Space impact on blood may provide vital clues on Earth

As the world looks to expand its horizons in space scientists say a new study has delivered results which have important implications for health in space and on Earth.

The study on 14 astronauts suggests that while space travel depletes red blood cells and bone, the body can eventually replenish them back on Earth with the help of fat stored in the bone marrow.

“We found that astronauts had significantly less fat in their bone marrow about a month after returning to Earth,” said senior study author Dr Guy Trudel, a rehabilitation physician and researcher at The Ottawa Hospital and professor at the University of Ottawa. “We think the body is using this fat to help replace red blood cells and rebuild bone that has been lost during space travel.”

This study builds on Trudel’s previous research which showed that during space travel, astronauts’ bodies destroyed 54 percent more red blood cells than they normally would on Earth, resulting in what is known as “space anaemia.” This research is part of MARROW, a made-in-Ottawa experiment looking at bone marrow health and blood production in space, with funding from the Canadian Space Agency.

“Thankfully, anaemia isn’t a problem in space when your body is weightless, but when landing on Earth and potentially on other planets or moons with gravity, anaemia would affect energy, endurance, and strength and could threaten mission objectives,” said Trudel. “If we can find out exactly what’s controlling this anaemia, we might be able to improve prevention and treatment.”

The new study involved MRI scans of the astronauts’ bone marrow at multiple time points before and after a six-month mission at the International Space Station. The researchers found a 4.2 percent decrease in bone marrow fat about a month after returning to Earth. This gradually returned to normal levels and was closely associated with increased production of red blood cells and restoration of bone.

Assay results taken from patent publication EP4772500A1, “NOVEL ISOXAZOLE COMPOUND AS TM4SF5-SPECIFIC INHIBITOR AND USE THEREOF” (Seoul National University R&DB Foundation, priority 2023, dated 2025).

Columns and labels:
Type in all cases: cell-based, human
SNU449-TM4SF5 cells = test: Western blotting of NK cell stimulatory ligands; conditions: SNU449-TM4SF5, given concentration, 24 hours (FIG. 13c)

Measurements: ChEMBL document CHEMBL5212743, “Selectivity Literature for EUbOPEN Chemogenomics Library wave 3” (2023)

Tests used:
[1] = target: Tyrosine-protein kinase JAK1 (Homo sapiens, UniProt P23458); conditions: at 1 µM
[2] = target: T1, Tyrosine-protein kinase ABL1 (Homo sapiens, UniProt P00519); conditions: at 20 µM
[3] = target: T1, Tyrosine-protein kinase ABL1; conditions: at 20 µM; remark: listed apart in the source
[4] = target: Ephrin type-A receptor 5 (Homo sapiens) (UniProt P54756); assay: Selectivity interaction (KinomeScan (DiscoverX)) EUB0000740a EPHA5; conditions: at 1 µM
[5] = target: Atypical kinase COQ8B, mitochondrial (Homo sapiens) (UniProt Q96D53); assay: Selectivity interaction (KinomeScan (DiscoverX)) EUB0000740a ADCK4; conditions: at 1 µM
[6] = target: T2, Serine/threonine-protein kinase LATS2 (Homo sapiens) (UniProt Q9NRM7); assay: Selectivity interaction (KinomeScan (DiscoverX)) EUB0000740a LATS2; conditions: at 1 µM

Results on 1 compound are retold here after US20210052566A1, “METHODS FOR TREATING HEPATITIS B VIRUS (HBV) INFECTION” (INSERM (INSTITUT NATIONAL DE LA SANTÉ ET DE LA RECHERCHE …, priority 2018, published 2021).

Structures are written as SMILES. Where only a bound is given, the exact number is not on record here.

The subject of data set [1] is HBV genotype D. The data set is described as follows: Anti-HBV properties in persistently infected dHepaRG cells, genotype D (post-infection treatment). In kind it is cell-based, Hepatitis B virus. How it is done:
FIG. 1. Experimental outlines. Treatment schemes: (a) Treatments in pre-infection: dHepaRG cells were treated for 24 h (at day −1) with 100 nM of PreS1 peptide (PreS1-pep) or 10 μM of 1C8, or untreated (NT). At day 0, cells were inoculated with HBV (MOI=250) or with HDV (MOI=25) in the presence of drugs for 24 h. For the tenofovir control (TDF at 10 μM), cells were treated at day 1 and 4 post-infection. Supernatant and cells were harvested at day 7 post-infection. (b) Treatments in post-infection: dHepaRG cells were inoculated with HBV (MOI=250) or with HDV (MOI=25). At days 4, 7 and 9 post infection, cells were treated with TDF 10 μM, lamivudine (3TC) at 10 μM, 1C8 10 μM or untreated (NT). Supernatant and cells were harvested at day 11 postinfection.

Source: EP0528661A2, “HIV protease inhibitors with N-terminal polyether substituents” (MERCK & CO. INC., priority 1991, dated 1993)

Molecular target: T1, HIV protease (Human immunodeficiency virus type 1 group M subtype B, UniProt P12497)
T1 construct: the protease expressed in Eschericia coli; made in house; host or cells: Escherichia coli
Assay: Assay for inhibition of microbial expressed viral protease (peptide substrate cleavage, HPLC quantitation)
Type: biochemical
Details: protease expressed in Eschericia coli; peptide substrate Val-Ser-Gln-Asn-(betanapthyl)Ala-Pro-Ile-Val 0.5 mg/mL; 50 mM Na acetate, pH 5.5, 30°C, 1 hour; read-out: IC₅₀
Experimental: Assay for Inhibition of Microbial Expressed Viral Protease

“Since red blood cells are made in the bone marrow and bone cells surround the bone marrow, it makes sense that the body would use up the local bone marrow fat as a source of energy to fuel red blood cell and bone production,” said Trudel. “We look forward to investigating this further in various clinical conditions on Earth.”

The research also suggests that younger astronauts may have an increased ability to harness the energy from bone marrow fat, and that female astronauts’ bone marrow fat increased more than expected after a year.

As a rehabilitation physician, most of Trudel’s patients are anaemic and have lost muscle and bone mass after being ill for a long time with limited mobility. Anaemia hinders their ability to exercise and recover muscle and bone mass.

“I’m hopeful that this research will help people recover from immobility on Earth as well as in space,” added Trudel. “Our research could also shed light on diseases such as osteoporosis, metabolic syndrome, aging and cancer, which are associated with increases in bone marrow fat.”